CANADA FX DEBT-C$ slips as focus turns to jobs reports

(Updates to market close, adds fresh comment)
    * Canadian dollar at C$1.1375 or 87.91 U.S. cents
    * Bond prices higher across the curve

    By Solarina Ho
    TORONTO, Dec 4 (Reuters) - The Canadian dollar eased
slightly against the greenback on Thursday in slow trading ahead
of Friday's release of U.S. and Canadian employment reports for
    A less dovish statement from the Bank of Canada on Wednesday
helped prop up the Canadian dollar. But with little key economic
data, and despite volatile moves in other currencies, market
participants held off on making any big bets on the loonie.
    "Everything's on the move ... But USD/CAD - it's like, did
someone hit the snooze button? Was there even a Bank of Canada
announcement yesterday? Part of that is actually quite telling
from yesterday," said Amo Sahota, director at Klarity FX in San
    The central bank had reinforced expectations it will hold
off hiking interest rates until after the U.S. Federal Reserve
makes its move sometime in the middle of next year, Sahota said.
    The Canadian dollar finished at C$1.1375 to the
greenback, or 87.91 U.S. cents, marginally weaker than
Wednesday's close at C$1.1366, or 87.98 U.S. cents.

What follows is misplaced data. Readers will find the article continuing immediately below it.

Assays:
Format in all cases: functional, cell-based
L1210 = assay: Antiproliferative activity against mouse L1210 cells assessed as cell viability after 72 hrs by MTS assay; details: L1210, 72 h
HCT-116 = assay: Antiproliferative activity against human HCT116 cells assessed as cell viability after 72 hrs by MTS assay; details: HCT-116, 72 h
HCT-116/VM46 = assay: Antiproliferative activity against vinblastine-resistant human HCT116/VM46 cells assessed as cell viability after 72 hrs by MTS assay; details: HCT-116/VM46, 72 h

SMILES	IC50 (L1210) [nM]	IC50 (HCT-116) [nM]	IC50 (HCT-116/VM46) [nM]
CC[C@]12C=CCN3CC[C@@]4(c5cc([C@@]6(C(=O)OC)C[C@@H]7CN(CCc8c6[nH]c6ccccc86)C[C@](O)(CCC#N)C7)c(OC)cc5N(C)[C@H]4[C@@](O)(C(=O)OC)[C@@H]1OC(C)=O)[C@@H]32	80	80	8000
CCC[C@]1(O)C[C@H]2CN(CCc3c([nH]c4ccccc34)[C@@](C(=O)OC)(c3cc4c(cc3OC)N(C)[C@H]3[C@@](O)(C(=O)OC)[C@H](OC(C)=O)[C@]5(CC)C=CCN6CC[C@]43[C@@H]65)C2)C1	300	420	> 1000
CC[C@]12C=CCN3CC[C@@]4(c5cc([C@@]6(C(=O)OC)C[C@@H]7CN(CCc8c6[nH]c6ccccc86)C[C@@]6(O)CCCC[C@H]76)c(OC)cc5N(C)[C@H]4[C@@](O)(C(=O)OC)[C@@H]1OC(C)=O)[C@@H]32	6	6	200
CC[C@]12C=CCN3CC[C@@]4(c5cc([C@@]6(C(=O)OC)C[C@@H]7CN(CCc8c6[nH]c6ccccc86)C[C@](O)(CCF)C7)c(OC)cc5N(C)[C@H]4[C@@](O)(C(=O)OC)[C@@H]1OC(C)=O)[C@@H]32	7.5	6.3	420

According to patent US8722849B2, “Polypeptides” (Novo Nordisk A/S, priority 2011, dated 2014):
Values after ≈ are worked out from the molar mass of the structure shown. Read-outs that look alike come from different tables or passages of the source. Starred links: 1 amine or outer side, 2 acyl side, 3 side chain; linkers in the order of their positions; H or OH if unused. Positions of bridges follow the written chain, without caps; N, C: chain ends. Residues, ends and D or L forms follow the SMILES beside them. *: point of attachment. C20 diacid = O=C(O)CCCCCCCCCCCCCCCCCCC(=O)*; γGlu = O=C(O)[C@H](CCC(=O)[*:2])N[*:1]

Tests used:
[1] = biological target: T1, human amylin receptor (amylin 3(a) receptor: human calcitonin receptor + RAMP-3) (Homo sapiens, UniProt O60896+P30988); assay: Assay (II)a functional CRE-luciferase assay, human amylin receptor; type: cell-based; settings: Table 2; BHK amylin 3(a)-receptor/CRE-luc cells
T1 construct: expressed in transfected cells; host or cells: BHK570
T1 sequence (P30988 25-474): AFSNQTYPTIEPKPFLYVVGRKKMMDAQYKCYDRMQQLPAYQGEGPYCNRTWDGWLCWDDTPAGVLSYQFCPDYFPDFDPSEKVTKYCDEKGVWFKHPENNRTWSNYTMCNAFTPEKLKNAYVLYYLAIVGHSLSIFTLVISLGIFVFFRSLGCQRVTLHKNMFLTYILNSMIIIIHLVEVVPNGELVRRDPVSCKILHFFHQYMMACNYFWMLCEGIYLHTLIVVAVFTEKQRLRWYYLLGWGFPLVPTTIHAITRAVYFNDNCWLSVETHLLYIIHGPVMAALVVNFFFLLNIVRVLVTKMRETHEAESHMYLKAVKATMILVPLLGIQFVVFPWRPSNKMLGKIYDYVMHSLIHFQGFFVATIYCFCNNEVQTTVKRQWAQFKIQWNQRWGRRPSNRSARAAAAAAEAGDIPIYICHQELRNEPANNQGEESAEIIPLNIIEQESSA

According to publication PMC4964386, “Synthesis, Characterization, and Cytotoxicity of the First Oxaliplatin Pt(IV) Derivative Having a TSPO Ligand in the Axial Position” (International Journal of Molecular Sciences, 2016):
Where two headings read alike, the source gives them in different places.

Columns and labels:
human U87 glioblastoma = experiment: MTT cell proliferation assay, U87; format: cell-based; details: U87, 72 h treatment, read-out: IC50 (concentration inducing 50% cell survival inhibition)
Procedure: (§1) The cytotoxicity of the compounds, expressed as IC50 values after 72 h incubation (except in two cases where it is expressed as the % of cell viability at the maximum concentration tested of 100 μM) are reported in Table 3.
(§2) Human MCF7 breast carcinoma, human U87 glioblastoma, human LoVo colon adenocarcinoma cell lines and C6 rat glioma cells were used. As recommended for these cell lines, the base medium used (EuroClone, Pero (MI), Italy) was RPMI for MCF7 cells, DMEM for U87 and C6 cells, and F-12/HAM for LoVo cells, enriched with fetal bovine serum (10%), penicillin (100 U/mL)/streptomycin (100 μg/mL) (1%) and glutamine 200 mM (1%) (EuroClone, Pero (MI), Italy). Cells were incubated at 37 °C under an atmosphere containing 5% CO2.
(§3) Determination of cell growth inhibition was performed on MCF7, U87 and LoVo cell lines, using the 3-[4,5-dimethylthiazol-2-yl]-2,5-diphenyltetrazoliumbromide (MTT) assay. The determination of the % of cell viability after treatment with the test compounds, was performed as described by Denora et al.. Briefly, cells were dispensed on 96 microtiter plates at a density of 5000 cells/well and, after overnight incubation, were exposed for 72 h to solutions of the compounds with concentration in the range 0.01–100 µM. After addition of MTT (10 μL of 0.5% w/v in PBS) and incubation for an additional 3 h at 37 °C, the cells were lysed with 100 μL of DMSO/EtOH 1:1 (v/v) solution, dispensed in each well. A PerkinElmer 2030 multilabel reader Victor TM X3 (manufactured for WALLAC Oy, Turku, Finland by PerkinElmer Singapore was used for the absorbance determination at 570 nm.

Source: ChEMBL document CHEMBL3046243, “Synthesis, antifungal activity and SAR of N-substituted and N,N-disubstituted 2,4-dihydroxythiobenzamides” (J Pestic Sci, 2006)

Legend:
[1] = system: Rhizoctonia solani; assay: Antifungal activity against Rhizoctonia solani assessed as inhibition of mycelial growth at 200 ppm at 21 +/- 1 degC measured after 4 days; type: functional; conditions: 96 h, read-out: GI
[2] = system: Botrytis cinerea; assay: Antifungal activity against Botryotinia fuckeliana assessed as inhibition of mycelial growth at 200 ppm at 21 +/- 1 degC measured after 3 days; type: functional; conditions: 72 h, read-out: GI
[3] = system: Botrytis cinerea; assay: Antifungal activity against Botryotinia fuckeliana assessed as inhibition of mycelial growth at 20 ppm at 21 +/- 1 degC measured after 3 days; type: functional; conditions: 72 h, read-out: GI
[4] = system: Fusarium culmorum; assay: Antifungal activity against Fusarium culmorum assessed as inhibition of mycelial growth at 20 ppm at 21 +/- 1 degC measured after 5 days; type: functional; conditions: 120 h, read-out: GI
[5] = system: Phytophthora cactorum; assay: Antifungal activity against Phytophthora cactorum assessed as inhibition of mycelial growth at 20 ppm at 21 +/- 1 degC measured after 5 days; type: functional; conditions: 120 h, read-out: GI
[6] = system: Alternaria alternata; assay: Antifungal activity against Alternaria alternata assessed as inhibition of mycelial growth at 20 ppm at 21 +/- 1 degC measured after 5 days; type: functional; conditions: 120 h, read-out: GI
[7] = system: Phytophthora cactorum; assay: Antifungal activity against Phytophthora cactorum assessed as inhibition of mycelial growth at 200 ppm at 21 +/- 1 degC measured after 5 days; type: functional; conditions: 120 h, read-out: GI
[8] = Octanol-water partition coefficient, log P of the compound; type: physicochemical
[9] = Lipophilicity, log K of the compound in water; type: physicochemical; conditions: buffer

The currency had big swings of between half a cent and more
than a cent over the previous five sessions, mostly in reaction
to a plunge in oil prices after the Organization of the
Petroleum Exporting Countries decided not to pull back on
production despite a glut in the market. Canada is a major oil
    "We're trapped at around these levels mostly as people await
the job reports," said Mark Chandler, head of Canadian fixed
income and currency strategy at Royal Bank of Canada. 
    In Canada, economists and analysts expect 5,000 new jobs to
have been added in November and for the unemployment rate to
have crept up to 6.6 percent from 6.5 percent.
    Chandler, noting that the U.S. labor report may have a
bigger influence on the loonie on Friday, said a slight pullback
was expected after the robust job gains of the previous two
    Canadian government bond prices were higher across the
maturity curve, with the two-year up 1.5 Canadian
cents to yield 1.017 percent and the benchmark 10-year
 rising 27 Canadian cents to yield 1.909 percent.

 (Reporting by Solarina Ho; Editing by Peter Galloway and Tom